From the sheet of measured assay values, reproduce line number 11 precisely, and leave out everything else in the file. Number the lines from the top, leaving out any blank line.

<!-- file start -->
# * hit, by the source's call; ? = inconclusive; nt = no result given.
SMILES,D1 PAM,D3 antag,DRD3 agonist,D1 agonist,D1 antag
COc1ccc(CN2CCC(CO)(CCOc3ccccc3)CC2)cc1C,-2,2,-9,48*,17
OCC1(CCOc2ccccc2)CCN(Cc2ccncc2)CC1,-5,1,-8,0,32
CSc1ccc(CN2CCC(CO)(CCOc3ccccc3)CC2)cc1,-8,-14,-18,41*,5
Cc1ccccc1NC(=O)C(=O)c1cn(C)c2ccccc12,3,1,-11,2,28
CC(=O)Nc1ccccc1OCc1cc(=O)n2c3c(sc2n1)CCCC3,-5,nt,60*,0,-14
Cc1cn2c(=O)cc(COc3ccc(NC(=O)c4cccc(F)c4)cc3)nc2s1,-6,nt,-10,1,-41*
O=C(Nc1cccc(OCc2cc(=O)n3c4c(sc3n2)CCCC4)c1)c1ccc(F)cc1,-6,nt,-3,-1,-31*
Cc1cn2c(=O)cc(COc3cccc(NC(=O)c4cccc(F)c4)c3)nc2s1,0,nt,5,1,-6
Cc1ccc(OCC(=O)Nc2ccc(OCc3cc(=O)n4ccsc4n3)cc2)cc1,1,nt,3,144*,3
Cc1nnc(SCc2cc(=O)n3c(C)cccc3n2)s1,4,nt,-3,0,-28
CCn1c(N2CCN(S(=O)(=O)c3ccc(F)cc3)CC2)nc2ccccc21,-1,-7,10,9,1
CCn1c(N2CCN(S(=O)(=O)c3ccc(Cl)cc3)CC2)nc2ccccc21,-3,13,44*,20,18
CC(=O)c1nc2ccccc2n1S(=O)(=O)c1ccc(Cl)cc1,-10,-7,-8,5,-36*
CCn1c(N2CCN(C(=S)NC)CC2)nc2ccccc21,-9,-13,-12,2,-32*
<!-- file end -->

Cc1ccc(OCC(=O)Nc2ccc(OCc3cc(=O)n4ccsc4n3)cc2)cc1,1,nt,3,144*,3